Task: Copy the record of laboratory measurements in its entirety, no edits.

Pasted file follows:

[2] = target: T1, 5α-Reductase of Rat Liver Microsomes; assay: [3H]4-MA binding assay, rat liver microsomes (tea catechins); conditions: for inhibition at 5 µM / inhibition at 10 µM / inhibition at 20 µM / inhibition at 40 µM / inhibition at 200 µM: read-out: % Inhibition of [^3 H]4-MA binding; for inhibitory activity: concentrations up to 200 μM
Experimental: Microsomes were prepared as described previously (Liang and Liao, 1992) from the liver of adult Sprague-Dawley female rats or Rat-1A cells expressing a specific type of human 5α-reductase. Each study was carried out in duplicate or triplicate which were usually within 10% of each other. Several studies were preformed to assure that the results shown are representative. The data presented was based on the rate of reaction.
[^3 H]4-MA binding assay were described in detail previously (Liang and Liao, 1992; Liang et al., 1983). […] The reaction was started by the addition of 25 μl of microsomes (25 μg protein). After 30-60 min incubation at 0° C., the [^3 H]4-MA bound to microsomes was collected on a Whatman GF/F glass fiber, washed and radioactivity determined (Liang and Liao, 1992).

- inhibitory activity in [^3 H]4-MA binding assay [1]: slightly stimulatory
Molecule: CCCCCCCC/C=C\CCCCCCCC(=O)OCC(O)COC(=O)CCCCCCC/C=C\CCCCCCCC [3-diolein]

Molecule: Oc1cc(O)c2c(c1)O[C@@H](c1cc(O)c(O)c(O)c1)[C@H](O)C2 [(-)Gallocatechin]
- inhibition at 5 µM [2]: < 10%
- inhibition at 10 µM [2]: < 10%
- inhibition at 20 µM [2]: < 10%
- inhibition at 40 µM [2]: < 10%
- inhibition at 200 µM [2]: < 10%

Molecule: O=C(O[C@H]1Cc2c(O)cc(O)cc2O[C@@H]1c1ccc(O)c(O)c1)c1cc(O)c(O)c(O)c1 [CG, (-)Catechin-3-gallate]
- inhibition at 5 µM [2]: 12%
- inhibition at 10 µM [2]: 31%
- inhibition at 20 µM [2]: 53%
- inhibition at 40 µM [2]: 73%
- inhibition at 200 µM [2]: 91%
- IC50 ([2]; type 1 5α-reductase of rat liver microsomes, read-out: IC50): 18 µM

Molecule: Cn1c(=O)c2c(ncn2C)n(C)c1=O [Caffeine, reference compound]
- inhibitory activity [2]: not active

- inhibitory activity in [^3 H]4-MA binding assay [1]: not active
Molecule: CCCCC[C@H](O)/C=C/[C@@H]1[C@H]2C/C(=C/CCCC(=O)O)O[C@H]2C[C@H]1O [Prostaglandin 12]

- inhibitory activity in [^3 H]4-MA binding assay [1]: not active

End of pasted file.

[2] = target: T1, 5α-Reductase of Rat Liver Microsomes; assay: [3H]4-MA binding assay, rat liver microsomes (tea catechins); conditions: for inhibition at 5 µM / inhibition at 10 µM / inhibition at 20 µM / inhibition at 40 µM / inhibition at 200 µM: read-out: % Inhibition of [^3 H]4-MA binding; for inhibitory activity: concentrations up to 200 μM
Experimental: Microsomes were prepared as described previously (Liang and Liao, 1992) from the liver of adult Sprague-Dawley female rats or Rat-1A cells expressing a specific type of human 5α-reductase. Each study was carried out in duplicate or triplicate which were usually within 10% of each other. Several studies were preformed to assure that the results shown are representative. The data presented was based on the rate of reaction.
[^3 H]4-MA binding assay were described in detail previously (Liang and Liao, 1992; Liang et al., 1983). […] The reaction was started by the addition of 25 μl of microsomes (25 μg protein). After 30-60 min incubation at 0° C., the [^3 H]4-MA bound to microsomes was collected on a Whatman GF/F glass fiber, washed and radioactivity determined (Liang and Liao, 1992).

- inhibitory activity in [^3 H]4-MA binding assay [1]: slightly stimulatory
Molecule: CCCCCCCC/C=C\CCCCCCCC(=O)OCC(O)COC(=O)CCCCCCC/C=C\CCCCCCCC [3-diolein]

Molecule: Oc1cc(O)c2c(c1)O[C@@H](c1cc(O)c(O)c(O)c1)[C@H](O)C2 [(-)Gallocatechin]
- inhibition at 5 µM [2]: < 10%
- inhibition at 10 µM [2]: < 10%
- inhibition at 20 µM [2]: < 10%
- inhibition at 40 µM [2]: < 10%
- inhibition at 200 µM [2]: < 10%

Molecule: O=C(O[C@H]1Cc2c(O)cc(O)cc2O[C@@H]1c1ccc(O)c(O)c1)c1cc(O)c(O)c(O)c1 [CG, (-)Catechin-3-gallate]
- inhibition at 5 µM [2]: 12%
- inhibition at 10 µM [2]: 31%
- inhibition at 20 µM [2]: 53%
- inhibition at 40 µM [2]: 73%
- inhibition at 200 µM [2]: 91%
- IC50 ([2]; type 1 5α-reductase of rat liver microsomes, read-out: IC50): 18 µM

Molecule: Cn1c(=O)c2c(ncn2C)n(C)c1=O [Caffeine, reference compound]
- inhibitory activity [2]: not active

- inhibitory activity in [^3 H]4-MA binding assay [1]: not active
Molecule: CCCCC[C@H](O)/C=C/[C@@H]1[C@H]2C/C(=C/CCCC(=O)O)O[C@H]2C[C@H]1O [Prostaglandin 12]

- inhibitory activity in [^3 H]4-MA binding assay [1]: not active